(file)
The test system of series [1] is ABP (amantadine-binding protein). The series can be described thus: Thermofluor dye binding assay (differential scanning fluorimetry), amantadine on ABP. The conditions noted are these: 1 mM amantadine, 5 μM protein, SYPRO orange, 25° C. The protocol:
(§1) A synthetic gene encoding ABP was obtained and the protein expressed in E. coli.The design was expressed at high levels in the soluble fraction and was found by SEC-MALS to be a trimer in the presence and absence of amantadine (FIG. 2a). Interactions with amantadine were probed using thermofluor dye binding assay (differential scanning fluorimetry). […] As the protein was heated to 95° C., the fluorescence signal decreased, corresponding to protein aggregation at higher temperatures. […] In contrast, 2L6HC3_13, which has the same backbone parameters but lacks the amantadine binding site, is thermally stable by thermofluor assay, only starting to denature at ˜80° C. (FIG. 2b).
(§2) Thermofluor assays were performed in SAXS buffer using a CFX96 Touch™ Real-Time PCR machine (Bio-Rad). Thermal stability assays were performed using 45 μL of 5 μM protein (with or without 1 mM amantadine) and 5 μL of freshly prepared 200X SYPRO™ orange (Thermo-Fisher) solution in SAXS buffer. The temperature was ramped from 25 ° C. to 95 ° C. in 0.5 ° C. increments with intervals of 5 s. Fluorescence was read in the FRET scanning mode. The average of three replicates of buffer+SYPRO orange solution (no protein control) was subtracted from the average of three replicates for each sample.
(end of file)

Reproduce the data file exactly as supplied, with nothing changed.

The test system of series [1] is ABP (amantadine-binding protein). The series can be described thus: Thermofluor dye binding assay (differential scanning fluorimetry), amantadine on ABP. The conditions noted are these: 1 mM amantadine, 5 μM protein, SYPRO orange, 25° C. The protocol:
(§1) A synthetic gene encoding ABP was obtained and the protein expressed in E. coli.The design was expressed at high levels in the soluble fraction and was found by SEC-MALS to be a trimer in the presence and absence of amantadine (FIG. 2a). Interactions with amantadine were probed using thermofluor dye binding assay (differential scanning fluorimetry). […] As the protein was heated to 95° C., the fluorescence signal decreased, corresponding to protein aggregation at higher temperatures. […] In contrast, 2L6HC3_13, which has the same backbone parameters but lacks the amantadine binding site, is thermally stable by thermofluor assay, only starting to denature at ˜80° C. (FIG. 2b).
(§2) Thermofluor assays were performed in SAXS buffer using a CFX96 Touch™ Real-Time PCR machine (Bio-Rad). Thermal stability assays were performed using 45 μL of 5 μM protein (with or without 1 mM amantadine) and 5 μL of freshly prepared 200X SYPRO™ orange (Thermo-Fisher) solution in SAXS buffer. The temperature was ramped from 25 ° C. to 95 ° C. in 0.5 ° C. increments with intervals of 5 s. Fluorescence was read in the FRET scanning mode. The average of three replicates of buffer+SYPRO orange solution (no protein control) was subtracted from the average of three replicates for each sample.